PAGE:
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Colin Cowherd: Cleveland Is Too Small For A Hot Take

“According to Cowherd, if he’s going to fabricate an opinion with the goal of sparking reaction, he’ll pick a market larger than Cleveland.”

Brandon Contes

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Colin Cowherd has never been a fan of Baker Mayfield, questioning the quarterback’s talent on the field, calling him a bad teammate, criticizing his celebrations and even the way he wears hats. 

On numerous occasions, Mayfield would engage and fight back against Cowherd, which likely enticed the FOX Sports Radio host to keep searching for new criticisms. His latest take that drew the ire of many football fans, is that he would choose Carson Wentz and Jimmy Garoppolo over the Browns quarterback. But during his Wednesday show, Cowherd said the anti-Mayfield sentiment isn’t a performance, and his proof is that he plays in Cleveland.

According to Cowherd, if he’s going to fabricate an opinion with the goal of sparking reaction, he’ll pick a market larger than Cleveland. 

“There’s no money in it for me to get Cleveland riled up,” Cowherd said. “You’re not a big enough city. You don’t matter enough. Like it would be one thing if I was riling up New York, or Chicago, or Dallas, or L.A., or Atlanta, or Philadelphia. Cleveland’s like, is Cleveland as big as Columbus, Ohio? I don’t even think it is, is it?”

This isn’t the first time Cowherd pulled back the curtain on his radio show. Just a couple of months ago he explained on-air that some of his predictions are made with the intent of getting the audience to “freak out.” Last summer, Cowherd predicted the Baltimore Ravens would go 16-0. When listeners called him out on being wrong about the 11-5 Ravens, Cowherd defended the prediction.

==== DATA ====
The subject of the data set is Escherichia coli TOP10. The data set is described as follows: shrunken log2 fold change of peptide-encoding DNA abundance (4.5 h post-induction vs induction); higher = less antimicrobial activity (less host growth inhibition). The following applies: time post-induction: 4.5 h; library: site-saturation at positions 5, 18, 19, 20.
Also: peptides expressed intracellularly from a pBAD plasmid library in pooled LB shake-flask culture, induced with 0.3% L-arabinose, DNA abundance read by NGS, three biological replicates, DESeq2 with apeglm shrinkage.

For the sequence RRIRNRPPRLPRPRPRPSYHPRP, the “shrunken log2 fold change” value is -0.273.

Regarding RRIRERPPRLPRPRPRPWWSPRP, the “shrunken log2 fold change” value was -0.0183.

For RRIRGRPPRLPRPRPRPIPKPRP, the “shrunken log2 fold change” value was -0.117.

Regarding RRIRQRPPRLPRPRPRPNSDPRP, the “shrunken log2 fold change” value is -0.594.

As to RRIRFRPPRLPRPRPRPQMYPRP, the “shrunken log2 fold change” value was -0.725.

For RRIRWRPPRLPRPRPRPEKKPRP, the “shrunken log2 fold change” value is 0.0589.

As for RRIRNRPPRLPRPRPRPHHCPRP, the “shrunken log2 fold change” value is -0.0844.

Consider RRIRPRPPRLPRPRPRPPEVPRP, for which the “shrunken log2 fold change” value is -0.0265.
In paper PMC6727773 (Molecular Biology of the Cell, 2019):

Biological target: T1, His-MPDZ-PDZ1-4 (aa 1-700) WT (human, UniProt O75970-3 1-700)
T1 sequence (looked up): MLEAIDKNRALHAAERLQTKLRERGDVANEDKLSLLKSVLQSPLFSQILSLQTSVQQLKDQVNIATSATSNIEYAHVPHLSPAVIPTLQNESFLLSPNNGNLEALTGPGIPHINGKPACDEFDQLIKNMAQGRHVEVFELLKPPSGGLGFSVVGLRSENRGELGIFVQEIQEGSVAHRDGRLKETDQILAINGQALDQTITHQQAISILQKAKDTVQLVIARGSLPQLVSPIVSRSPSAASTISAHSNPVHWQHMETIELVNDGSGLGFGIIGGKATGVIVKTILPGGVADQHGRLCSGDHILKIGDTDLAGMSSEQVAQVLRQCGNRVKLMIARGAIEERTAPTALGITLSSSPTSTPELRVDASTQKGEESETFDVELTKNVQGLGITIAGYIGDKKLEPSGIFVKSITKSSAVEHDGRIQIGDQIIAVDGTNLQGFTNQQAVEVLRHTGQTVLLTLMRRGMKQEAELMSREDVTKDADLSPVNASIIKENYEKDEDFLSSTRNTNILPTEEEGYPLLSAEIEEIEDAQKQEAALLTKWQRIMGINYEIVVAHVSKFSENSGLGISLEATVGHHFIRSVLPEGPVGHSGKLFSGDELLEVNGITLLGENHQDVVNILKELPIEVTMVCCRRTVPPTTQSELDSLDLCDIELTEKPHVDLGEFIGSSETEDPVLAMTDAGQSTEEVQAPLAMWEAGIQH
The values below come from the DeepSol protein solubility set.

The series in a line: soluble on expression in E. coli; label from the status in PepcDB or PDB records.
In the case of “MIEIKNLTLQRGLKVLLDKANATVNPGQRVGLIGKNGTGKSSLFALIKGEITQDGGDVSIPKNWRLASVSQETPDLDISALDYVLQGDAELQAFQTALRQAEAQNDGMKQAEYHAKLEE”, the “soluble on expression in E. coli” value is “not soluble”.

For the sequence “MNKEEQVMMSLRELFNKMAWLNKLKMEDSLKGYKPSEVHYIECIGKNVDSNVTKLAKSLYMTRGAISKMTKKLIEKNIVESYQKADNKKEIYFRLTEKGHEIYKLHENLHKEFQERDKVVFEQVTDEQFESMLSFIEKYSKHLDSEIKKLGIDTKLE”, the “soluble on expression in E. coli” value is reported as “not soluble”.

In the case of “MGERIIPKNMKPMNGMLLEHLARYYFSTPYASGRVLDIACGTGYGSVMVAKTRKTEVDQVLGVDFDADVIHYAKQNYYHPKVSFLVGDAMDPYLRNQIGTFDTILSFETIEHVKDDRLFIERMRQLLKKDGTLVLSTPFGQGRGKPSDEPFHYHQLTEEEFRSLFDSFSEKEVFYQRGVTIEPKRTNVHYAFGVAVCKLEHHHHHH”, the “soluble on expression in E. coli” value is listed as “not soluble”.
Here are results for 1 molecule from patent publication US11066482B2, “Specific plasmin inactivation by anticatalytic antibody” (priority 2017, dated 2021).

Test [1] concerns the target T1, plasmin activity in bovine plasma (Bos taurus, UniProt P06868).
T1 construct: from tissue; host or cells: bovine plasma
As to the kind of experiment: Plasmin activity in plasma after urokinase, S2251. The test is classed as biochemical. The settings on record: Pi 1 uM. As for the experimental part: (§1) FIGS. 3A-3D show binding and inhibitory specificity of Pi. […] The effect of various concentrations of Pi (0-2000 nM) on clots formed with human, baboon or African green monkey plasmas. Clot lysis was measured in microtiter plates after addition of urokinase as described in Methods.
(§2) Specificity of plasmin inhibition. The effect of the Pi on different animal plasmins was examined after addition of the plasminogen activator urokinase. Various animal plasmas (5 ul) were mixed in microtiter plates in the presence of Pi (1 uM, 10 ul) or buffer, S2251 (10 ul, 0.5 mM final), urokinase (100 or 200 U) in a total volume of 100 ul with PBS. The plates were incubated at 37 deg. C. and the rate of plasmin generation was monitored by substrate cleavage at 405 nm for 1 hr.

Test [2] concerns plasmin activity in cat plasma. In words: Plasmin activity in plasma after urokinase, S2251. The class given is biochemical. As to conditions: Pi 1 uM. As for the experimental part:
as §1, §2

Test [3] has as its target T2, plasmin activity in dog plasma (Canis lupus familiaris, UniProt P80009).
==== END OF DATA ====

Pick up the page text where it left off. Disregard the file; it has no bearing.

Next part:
“I could’ve predicted 14-2, but I thought it was more fun to go 16-0 because you guys would all freak out,” Cowherd explained.

According to Nielsen rankings, Baltimore is the 28th largest media market in the United States, smaller than Cleveland, but still big enough for Cowherd to fabricate a prediction. Cleveland ranks 19th in market size according to Nielsen. The other markets Cowherd listed, New York, Chicago, Dallas, L.A., Atlanta and Philadelphia are all in the top-10. 

Cowherd is bold and brash which will at times lead to odd opinions and false predictions, but it’s more important to say something interesting with conviction than it is to be right. His audience expects to hear unique opinions worthy of a debate, and he always delivers.

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Sports Radio News

Dan Dakich: Craig Carton is ‘The Way Talk Radio Should Be’

“If you’re being critical because you want to be the guy that’s always critical I don’t think you can do that either. I think you gotta be honest. And criticism comes with it.”

Jordan Bondurant

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Craig Carton has prided himself on being one of those hosts who tells it like it is, especially when talking about New York’s pro sports teams.

That willingness to call a spade a spade and levy criticism on teams like the Jets and Giants, especially when things are not going well on the field, is something Dan Dakich has always seen as a recipe for success in the industry.